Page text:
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Washington, D.C.: Are you aware of 20/20 or Dateline doing an episode on this case? It would seem perfect for their audience.

Keith Alexander: Dateline had a reserved seat in the courtroom during the trial, but I only saw someone in that seat a few times. So I really don't know. Never saw anyone from 20/20.

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Washington, D.C.: Were you able to see the defendants during yesterday's proceedings? How would you characterize their reactions and the general reaction of those in the courtroom?

Keith Alexander: It was extremely quiet in there. Judge Leibovitz had a truly captive audience. Although the defendants did not stand while the judge was issuing her ruling, I was able to see their faces. And actually, their reactions were consistent with their reactions through the entire trial. Victor Zaborsky cried a little. Joseph Price just sat there and actually took a few notes. Dylan Ward just stared at the judge as she was speaking. Some of the friends and family members of the men, from what I could see, showed reserved excitement. Wone's widow began sobbing. The only real sounds I heard came from one or two other reporters around me, much to my surprise, who gasped and commented in disbelief.

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Cave: For those of us who have been living in a cave and who have not been following local crime stories, would you please summarize the details of this case and what it is that makes it so fascinating?

Keith Alexander: Now, I wouldn't say anyone who wasn't familiar with the case was living in a cave. People have lives out there and there's a lot going on these days. Essentially Mr. Wone agreed to stay at the home of the three men after he worked late. He arrived at the house around 10:30 p.m. and was alive until at least 11:08 p.m. when he emailed his wife. Sometime between then and 11:49 when the men called 911, he was stabbed three times in the chest and abdomen. The housemates say no one else was in the house and an unknown intruder came into the house and killed Wone. Police say there was no sign of an intruder and nothing was stolen. Prosecutors also believe Wone had been restrained at some point during the attack and sexually assaulted, although, as I stated earlier, they did not pursue those angles in this trial since it was a conspiracy case and not a murder case. To be sure, prosecutors did change some of their theories during the course of the trial and the judge also disagreed with them so the sexual assault and restraint theories could have been disproven as well had they been brought up.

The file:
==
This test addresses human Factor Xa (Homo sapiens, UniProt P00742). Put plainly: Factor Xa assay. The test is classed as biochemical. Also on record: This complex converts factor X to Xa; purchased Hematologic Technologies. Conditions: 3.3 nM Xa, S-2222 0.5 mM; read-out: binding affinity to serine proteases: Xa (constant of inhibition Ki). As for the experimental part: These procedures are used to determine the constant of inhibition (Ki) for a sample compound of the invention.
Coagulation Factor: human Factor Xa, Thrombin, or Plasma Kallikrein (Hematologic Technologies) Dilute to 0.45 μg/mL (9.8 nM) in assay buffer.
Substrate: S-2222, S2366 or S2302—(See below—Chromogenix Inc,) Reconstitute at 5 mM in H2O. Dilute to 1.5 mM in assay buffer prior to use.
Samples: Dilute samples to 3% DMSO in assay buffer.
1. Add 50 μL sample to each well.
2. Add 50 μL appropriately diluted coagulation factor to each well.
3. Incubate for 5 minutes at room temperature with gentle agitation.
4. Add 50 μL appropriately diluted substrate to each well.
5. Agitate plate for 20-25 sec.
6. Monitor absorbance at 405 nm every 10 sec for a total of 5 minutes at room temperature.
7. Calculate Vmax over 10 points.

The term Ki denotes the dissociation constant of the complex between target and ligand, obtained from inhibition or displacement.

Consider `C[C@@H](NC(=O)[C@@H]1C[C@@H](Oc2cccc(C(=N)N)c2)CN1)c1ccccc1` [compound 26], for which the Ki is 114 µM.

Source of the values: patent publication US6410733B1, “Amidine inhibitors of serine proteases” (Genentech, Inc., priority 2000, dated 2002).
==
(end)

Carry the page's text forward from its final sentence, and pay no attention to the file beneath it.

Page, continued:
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Detroit, Mich.: I would hardly call this a vindication of the defendants. The judge made it explicitly clear that she thought they knew who killed Mr. Wone, but couldn't convict them on the basis of the evidence presented. Is that really a victory?

Keith Alexander: I am sure the defense attorneys would argue that the verdict was a victory because their clients avoided conviction and prison.

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Alexandria, Va.: Understanding that our judicial system is not perfect, do you think the verdict could have been different if the defense opted for a jury trial?

Keith Alexander: Woa, that's a great question. As any attorney in the District and they will tell you, jurors in Washington are very practical. They want actual evidence. They want proof, not speculation or theory. Actual proof they can see or hear, even if it comes from a witness. There was nothing or no one that actual proved these men conspired to cover up the murder. That's what the judge was saying in her verdict. The defense believed that at least one juror would find the men guilty, not based on the evidence, but based on their lifestyle or their personal thoughts about the three men. Based on many of the comments I've read from readers about the case, there seems to be some validity to those concerns. Even the judge said the men's reaction to Wone's death was pretty much unfeeling and self-serving, but she put that aside when deciding her verdict. Would a juror with no legal background be able to do the same? I'm not so sure.